Inside job thefts in highstreet stores are continuing to rise as light fingered staff see selling knock-off products as additional income.
However, one manager of a high street store has warned prices will continue to rise to cover the loss in sales as well as rise in security and insurance premiums.
High street clothing sales have faced a hard start to this year thanks to bad weather and the economic climate preventing people from splashing out on new clobber.
However, it seems luxury brands and the tech retail industry are facing more trouble from staff who believe they can earn an extra bob or two.
In its 2012 Retail Crime survey, the British Retail Consortium said the cost of crime had risen significantly by 15.6 percent, to an overall cost of £1.6 billion.
It said employee theft accounted for four percent of retail crime by cost, although just one percent of the number of incidents. However it pointed out there were 10.2 incidents of employee theft per 1,000 employees, almost double the rate of the previous year.
The average cost per incident also rose sharply at more than four times the previous year’s level. The average cost per incident of employee theft reached £1,577, riven by a larger number of high value thefts compared with recent years. The BRC pointed out that this was the highest level of average theft recorded for at least eight years.
“There has been more items going missing from our store rooms,” a manager for a high-end retailer told ChannelEye.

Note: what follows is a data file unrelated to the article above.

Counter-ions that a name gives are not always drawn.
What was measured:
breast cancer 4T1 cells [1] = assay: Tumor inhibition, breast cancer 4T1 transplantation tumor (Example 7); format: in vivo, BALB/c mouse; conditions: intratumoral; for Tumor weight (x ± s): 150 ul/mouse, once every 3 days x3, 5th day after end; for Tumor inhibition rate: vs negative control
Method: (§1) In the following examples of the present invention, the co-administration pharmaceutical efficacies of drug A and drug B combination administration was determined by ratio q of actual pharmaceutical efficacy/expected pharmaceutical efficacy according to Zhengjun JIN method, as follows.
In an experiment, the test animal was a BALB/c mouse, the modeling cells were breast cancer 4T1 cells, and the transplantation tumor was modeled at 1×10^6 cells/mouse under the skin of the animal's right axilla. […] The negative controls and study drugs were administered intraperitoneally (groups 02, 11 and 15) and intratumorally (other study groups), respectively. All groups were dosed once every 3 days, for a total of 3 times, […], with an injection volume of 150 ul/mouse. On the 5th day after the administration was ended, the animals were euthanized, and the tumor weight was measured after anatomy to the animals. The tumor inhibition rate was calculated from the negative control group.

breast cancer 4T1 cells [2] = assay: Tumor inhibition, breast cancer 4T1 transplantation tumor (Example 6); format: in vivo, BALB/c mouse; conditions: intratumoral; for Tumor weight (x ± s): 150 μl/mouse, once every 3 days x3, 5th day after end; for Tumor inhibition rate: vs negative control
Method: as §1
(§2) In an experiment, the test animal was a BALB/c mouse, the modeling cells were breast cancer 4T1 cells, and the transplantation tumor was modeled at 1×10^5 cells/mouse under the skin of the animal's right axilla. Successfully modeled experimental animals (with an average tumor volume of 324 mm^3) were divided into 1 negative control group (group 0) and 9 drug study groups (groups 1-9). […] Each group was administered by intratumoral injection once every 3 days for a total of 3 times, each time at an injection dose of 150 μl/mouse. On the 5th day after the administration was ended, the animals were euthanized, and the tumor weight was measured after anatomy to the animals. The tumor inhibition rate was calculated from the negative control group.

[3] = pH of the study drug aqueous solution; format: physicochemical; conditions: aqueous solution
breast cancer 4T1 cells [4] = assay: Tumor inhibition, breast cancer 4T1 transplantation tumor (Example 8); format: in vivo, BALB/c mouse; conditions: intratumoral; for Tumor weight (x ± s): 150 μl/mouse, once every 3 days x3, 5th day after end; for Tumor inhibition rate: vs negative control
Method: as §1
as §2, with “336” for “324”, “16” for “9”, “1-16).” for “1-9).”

“It seems no-one is happy to have a job anymore. I think the rise is probably more obvious in the luxury brands sector with people wishing to buy items from designer stores but without the cash.
“By buying knock-off gear they are saving themselves money but what they don’t realise is that we’re also having to push prices up to compensate for this. It’s a vicious circle.”
Another manager for a fashion retailer blamed the lack of wages for the rise in crime.
“We’ve seen more thefts but we’ve not caught anyone out. It’s just things missing in our inventory. We still carry out the usual bag check at the end of the day and before breaks but it’s inevitable things are going to be swiped,” she told ChannelEye.
“Products are getting more expensive and our staff are coming in on minimum wage. Some see the opportunity to sell things on and get more money as a good thing. There’s no loyalty anymore.”
And it seems the tech industry is also faring badly. “With the economy the way it is we’ve seen thefts, most of which could have only been performed from inside,” one assistant at a high street tech company told ChannelEye.
“Gadgets make good money and at times it doesn’t suit us to claim on insurance for it. We’re tightening up our CCTV in warehouses now as well as bag checking a lot more.”